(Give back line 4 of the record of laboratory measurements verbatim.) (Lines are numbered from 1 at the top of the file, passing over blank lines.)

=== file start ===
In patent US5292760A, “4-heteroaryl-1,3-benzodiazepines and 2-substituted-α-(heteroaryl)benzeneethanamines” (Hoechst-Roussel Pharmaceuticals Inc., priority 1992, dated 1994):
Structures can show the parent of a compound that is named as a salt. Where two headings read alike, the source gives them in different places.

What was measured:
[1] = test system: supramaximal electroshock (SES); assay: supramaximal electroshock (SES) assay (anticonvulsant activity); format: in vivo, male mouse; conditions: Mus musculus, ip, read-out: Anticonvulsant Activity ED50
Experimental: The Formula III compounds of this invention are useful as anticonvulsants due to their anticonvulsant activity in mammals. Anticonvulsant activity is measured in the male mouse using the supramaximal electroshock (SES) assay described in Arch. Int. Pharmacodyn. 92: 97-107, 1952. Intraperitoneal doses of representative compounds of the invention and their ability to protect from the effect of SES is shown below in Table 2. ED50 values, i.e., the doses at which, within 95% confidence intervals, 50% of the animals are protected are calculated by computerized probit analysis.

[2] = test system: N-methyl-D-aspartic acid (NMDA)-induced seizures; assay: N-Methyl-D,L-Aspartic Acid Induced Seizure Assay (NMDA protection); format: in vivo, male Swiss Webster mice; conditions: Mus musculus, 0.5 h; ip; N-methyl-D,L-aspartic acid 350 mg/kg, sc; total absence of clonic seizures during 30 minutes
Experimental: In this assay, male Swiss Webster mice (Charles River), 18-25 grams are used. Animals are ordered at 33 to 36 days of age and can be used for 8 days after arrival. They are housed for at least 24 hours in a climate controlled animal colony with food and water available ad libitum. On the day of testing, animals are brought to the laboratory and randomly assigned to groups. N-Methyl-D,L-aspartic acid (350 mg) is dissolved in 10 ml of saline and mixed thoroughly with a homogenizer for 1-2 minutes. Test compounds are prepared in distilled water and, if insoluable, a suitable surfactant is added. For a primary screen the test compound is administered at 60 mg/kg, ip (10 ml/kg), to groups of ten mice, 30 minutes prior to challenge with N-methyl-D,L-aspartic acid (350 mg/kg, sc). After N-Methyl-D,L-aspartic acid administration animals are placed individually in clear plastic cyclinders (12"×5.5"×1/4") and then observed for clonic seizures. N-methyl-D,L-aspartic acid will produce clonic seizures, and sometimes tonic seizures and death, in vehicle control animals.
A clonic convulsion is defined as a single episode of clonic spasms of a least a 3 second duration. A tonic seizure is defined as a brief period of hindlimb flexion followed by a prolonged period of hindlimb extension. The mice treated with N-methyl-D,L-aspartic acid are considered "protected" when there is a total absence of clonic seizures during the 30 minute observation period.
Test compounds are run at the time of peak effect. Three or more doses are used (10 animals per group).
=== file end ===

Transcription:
[1] = test system: supramaximal electroshock (SES); assay: supramaximal electroshock (SES) assay (anticonvulsant activity); format: in vivo, male mouse; conditions: Mus musculus, ip, read-out: Anticonvulsant Activity ED50